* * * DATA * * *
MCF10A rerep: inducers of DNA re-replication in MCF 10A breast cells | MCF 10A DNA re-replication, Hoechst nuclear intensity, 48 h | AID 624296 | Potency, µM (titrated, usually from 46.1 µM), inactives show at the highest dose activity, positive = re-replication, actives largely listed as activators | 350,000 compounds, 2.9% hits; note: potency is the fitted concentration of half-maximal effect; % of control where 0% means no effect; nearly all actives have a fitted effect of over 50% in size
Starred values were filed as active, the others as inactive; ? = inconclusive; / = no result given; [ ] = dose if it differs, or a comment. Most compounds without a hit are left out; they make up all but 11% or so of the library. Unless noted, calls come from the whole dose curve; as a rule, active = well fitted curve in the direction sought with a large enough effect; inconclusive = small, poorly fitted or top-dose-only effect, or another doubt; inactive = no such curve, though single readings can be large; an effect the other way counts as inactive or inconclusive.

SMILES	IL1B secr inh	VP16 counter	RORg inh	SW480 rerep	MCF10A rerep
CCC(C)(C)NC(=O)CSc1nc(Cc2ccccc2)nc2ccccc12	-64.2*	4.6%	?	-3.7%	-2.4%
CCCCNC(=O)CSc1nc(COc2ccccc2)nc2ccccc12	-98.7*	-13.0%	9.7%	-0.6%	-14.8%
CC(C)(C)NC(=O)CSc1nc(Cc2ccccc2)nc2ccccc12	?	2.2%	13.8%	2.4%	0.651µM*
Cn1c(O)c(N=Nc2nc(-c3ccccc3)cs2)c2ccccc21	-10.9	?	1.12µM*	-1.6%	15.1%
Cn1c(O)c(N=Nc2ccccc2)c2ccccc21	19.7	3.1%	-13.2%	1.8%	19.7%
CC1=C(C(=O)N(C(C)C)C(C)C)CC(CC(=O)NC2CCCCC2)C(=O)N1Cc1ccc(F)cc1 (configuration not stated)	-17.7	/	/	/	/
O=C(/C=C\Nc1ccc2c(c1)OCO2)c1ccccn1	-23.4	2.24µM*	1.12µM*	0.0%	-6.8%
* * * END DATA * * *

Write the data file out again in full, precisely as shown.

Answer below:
MCF10A rerep: inducers of DNA re-replication in MCF 10A breast cells | MCF 10A DNA re-replication, Hoechst nuclear intensity, 48 h | AID 624296 | Potency, µM (titrated, usually from 46.1 µM), inactives show at the highest dose activity, positive = re-replication, actives largely listed as activators | 350,000 compounds, 2.9% hits; note: potency is the fitted concentration of half-maximal effect; % of control where 0% means no effect; nearly all actives have a fitted effect of over 50% in size
Starred values were filed as active, the others as inactive; ? = inconclusive; / = no result given; [ ] = dose if it differs, or a comment. Most compounds without a hit are left out; they make up all but 11% or so of the library. Unless noted, calls come from the whole dose curve; as a rule, active = well fitted curve in the direction sought with a large enough effect; inconclusive = small, poorly fitted or top-dose-only effect, or another doubt; inactive = no such curve, though single readings can be large; an effect the other way counts as inactive or inconclusive.

SMILES	IL1B secr inh	VP16 counter	RORg inh	SW480 rerep	MCF10A rerep
CCC(C)(C)NC(=O)CSc1nc(Cc2ccccc2)nc2ccccc12	-64.2*	4.6%	?	-3.7%	-2.4%
CCCCNC(=O)CSc1nc(COc2ccccc2)nc2ccccc12	-98.7*	-13.0%	9.7%	-0.6%	-14.8%
CC(C)(C)NC(=O)CSc1nc(Cc2ccccc2)nc2ccccc12	?	2.2%	13.8%	2.4%	0.651µM*
Cn1c(O)c(N=Nc2nc(-c3ccccc3)cs2)c2ccccc21	-10.9	?	1.12µM*	-1.6%	15.1%
Cn1c(O)c(N=Nc2ccccc2)c2ccccc21	19.7	3.1%	-13.2%	1.8%	19.7%
CC1=C(C(=O)N(C(C)C)C(C)C)CC(CC(=O)NC2CCCCC2)C(=O)N1Cc1ccc(F)cc1 (configuration not stated)	-17.7	/	/	/	/
O=C(/C=C\Nc1ccc2c(c1)OCO2)c1ccccn1	-23.4	2.24µM*	1.12µM*	0.0%	-6.8%